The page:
|Laszlo in Action
Norman Klein and Max Carlson with Glenn MacEwen
February 2008 | 552 pages | B&W
|Out of Print||$44.99||Softbound print + PDF eBook|
|$35.99||eBook edition (PDF only)|
Laszlo in Action is the first comprehensive guide to the Laszlo system and its language LZX. OpenLaszlo is an increasingly popular open-source platform for the development and delivery of rich internet applications across multiple platforms: Flash, DHTML, and J2ME. The dramatic emergence of Ajax over the past year was a first step in the transition from page-oriented HTML web applications towards more full-featured rich internet applications. OpenLaszlo provides another important step in this continuing evolutionary process through the increased productivity resulting from LZX's declarative approach. It provides developers with the tools to create web-based applications offering the usability and interactivity associated with desktop applications, and the low costs associated with web-based deployment. The cross-platform nature of Laszlo LZX applications allows source code with only minimum modifications to run natively on all popular web browsers, on all desktop operating systems, on the Flash platform, and other platforms in the future.
- Provides a comprehensive overview of the Laszlo LZX language
- Features a Laszlo online store rich internet application
- Contains Struts and Ruby on Rails back-end server implementations
- Uses Red5 server to provide streaming video
- Addresses issues building OpenLaszlo applications across both DHTML and Flash
In the first four chapters readers are given a thorough overview of the Laszlo LZX language. You are shown how to design a Laszlo Market rich internet application using traditional design techniques such as wireframes and storyboards. This application is built in accordance with the principles of user-centered design, so you begin with a series of prototypes that are continually refined. The initial work on this application focuses on building its general architecture and providing a unit-testing framework. In subsequent chapters, you further refine this prototype by developing the individual screens utilizing Laszlo's components, layouts, and services.
The prototype you use is continually refined to first work with local datasets which allows your screens to be populated with data. Afterwards, you begin developing the API for communicating to back-end web servers. To demonstrate Laszlo's independence from any particular web server, two implementations featuring the Java Struts and Ruby on Rails frameworks are used to interface to a MySQL database. This provides your instructional application with a fully operational web server conforming to the REST web-service interface.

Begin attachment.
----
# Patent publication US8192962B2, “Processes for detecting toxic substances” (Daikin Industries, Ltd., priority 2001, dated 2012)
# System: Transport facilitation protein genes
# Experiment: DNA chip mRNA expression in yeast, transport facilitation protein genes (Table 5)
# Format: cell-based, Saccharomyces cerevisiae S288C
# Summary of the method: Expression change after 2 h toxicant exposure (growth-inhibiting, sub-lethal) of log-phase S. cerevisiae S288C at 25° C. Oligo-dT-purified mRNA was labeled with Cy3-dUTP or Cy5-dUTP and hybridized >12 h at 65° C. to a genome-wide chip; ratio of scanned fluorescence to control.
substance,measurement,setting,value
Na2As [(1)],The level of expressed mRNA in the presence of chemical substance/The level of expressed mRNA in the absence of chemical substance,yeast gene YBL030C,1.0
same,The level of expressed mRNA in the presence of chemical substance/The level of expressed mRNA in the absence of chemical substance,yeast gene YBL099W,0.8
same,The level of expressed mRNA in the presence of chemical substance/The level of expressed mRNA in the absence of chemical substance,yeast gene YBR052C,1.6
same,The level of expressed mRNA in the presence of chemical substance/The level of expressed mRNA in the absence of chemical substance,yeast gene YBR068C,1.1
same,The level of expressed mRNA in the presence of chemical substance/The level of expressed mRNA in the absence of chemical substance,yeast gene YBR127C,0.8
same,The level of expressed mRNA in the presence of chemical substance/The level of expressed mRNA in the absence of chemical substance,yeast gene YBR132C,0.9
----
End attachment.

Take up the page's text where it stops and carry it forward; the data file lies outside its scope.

Once we are satisfied with the look of the prototype created with stock Laszlo components, we cover the conversion process progressing from a prototype to a finished application containing a branded application look. This branded appearance involves selecting a color scheme and fonts, and designing custom components to provide the branded appearance. Differences in platform capabilities are addressed to provide an identical look across both the DHTML and Flash platforms.
We also examine how to integrate Laszlo DHTML applications with Laszlo Flash components providing audio and video capabilities not available within DHTML. These audio and video capabilities range from SWF-embedded services to the streaming media services provided by the open-source streaming-media Red5 server.
Finally, the book shows you how to optimize your Laszlo application. This covers the tradeoffs involved in trading responsiveness for overall performance and the different techniques to achieve these goals.
ABOUT THE AUTHORS
Norman Klein, a former consultant with Laszlo Systems, has been a software engineer for over 20 years, and has been involved in internet development since its inception. He has also done extensive development work with both web frameworks and other RIA languages such as Adobe's Flex.
Max Carlson, one of the founders of Laszlo Systems, is the lead engineer on the OpenLaszlo DHTML 4.0 project. He is also responsible for implementing many of the features of the current 3.X OpenLaszlo release.
Glenn MacEwen, after 26 years on the Computing Science faculty of Queen's University in Canada, retired to Princeton, New Jersey, to work out of his home office as a technical writer and editor. When not writing or editing, Glenn plays bagpipes, flies small aircraft, and homebrews beer.